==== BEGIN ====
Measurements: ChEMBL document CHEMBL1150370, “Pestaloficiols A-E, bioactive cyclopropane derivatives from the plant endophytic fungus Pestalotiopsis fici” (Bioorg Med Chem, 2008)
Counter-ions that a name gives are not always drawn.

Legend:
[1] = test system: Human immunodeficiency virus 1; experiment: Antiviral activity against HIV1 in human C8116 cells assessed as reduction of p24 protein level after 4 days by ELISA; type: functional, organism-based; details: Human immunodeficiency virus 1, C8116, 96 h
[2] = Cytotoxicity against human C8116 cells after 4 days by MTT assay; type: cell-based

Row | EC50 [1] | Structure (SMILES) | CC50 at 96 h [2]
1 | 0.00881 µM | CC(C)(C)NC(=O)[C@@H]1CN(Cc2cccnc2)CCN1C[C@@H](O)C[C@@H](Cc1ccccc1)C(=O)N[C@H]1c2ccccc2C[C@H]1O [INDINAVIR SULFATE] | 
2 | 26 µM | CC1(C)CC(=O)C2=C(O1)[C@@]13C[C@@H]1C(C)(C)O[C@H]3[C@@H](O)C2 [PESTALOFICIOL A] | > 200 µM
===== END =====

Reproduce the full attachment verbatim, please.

Measurements: ChEMBL document CHEMBL1150370, “Pestaloficiols A-E, bioactive cyclopropane derivatives from the plant endophytic fungus Pestalotiopsis fici” (Bioorg Med Chem, 2008)
Counter-ions that a name gives are not always drawn.

Legend:
[1] = test system: Human immunodeficiency virus 1; experiment: Antiviral activity against HIV1 in human C8116 cells assessed as reduction of p24 protein level after 4 days by ELISA; type: functional, organism-based; details: Human immunodeficiency virus 1, C8116, 96 h
[2] = Cytotoxicity against human C8116 cells after 4 days by MTT assay; type: cell-based

Row | EC50 [1] | Structure (SMILES) | CC50 at 96 h [2]
1 | 0.00881 µM | CC(C)(C)NC(=O)[C@@H]1CN(Cc2cccnc2)CCN1C[C@@H](O)C[C@@H](Cc1ccccc1)C(=O)N[C@H]1c2ccccc2C[C@H]1O [INDINAVIR SULFATE] | 
2 | 26 µM | CC1(C)CC(=O)C2=C(O1)[C@@]13C[C@@H]1C(C)(C)O[C@H]3[C@@H](O)C2 [PESTALOFICIOL A] | > 200 µM